The prevalence of a benign gynecologic lesion called endosalpingiosis (ES) is substantially higher than previously reported, according to a new study that has implications for assessing cancer risk. The results were published May 13 in the journal PLOS One.
The discovery was made by a team of researchers from the Madigan Army Medical Center in Tacoma, WA; Baylor College of Medicine; and Texas Tech University Health Sciences Center.
Over the last decade, researchers had become concerned about links between ES and other benign lesions to ovarian cancer. However, the team's discovery that the lesions are quite common suggests that ES is not a direct cause of cancer as previously suspected.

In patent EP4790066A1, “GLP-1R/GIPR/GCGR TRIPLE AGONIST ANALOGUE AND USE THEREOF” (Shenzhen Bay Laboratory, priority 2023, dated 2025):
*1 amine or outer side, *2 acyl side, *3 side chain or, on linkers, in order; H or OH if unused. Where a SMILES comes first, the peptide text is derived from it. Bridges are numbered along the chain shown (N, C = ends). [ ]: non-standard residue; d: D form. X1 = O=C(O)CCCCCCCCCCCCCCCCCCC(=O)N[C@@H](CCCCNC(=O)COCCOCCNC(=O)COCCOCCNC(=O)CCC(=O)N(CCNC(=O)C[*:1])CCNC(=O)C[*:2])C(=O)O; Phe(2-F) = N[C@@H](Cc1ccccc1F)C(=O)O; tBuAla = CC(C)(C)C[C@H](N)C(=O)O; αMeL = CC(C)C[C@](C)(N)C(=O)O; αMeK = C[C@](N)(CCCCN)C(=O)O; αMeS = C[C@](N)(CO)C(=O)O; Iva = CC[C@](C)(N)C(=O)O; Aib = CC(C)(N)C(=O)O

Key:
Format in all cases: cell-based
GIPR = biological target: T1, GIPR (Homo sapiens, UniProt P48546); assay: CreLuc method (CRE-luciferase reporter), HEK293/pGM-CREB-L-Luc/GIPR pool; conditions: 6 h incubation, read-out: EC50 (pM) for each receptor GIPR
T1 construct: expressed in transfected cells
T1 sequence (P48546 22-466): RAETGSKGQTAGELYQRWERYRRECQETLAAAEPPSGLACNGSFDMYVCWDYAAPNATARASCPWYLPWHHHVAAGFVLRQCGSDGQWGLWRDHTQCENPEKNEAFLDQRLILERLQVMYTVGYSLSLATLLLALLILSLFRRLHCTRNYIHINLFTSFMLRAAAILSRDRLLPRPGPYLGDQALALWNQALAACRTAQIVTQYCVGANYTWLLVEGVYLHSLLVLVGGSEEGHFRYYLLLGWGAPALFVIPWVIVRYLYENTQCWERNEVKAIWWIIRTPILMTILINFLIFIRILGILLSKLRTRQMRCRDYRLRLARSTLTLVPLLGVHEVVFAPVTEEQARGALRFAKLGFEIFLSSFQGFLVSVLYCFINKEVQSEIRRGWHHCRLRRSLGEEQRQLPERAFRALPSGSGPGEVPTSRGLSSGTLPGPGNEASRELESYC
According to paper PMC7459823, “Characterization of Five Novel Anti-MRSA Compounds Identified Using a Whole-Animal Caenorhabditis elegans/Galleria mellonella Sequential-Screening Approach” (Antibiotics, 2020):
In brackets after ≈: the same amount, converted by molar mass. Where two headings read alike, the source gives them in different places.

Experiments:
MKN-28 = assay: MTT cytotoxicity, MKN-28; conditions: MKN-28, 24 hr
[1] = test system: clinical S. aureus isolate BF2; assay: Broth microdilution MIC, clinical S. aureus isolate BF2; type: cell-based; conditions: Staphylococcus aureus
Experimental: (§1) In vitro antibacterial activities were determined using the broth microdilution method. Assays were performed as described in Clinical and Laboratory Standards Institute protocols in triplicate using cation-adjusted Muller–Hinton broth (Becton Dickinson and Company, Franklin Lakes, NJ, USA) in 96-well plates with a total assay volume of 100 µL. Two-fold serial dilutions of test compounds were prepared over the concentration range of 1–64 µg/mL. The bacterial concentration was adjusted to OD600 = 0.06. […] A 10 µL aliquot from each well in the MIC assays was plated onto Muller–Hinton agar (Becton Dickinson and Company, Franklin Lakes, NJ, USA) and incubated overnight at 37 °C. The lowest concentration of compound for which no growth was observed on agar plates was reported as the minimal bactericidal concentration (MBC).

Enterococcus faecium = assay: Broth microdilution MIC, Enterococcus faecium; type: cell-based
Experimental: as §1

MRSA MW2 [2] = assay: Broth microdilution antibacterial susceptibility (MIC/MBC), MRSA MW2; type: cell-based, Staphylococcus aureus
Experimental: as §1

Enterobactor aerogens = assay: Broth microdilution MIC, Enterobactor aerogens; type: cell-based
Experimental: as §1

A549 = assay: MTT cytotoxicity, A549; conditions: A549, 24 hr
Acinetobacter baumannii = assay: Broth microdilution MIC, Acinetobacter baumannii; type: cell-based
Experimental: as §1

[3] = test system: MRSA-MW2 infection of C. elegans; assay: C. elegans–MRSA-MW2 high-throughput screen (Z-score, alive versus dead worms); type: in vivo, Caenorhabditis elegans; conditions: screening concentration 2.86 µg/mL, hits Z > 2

Pathologists at the Madigan Army Medical Center adopted the Sectioning and Extensively Examining-Fimbria (SEE-Fim) protocol to determine the actual prevalence of ES in their gynecologic samples, and the study retrospectively evaluated this change in practice. Under the stricter SEE-Fim protocol, the reported prevalence of ES increased from 2.54% to 22.15% over a one-year period. The team found an ES prevalence of 37% in women ages 31-50 and 66% in postmenopausal women. A full 93% of women older than 50 harbored at least one benign lesion of one kind or another.
"This is a way more common finding than what people suspected," said Baylor College of Medicine gynecology specialist Dr. Jan Sunde, who led the team of researchers, in a statement about the data. "If ES occurs so frequently, then it likely is not the first step in cancer development, and it's much less concerning."
Sunde noted that women with ovarian cancer do have ES at a higher rate, but this could be due to sampling bias, since women with cancer undergo more thorough pathology testing.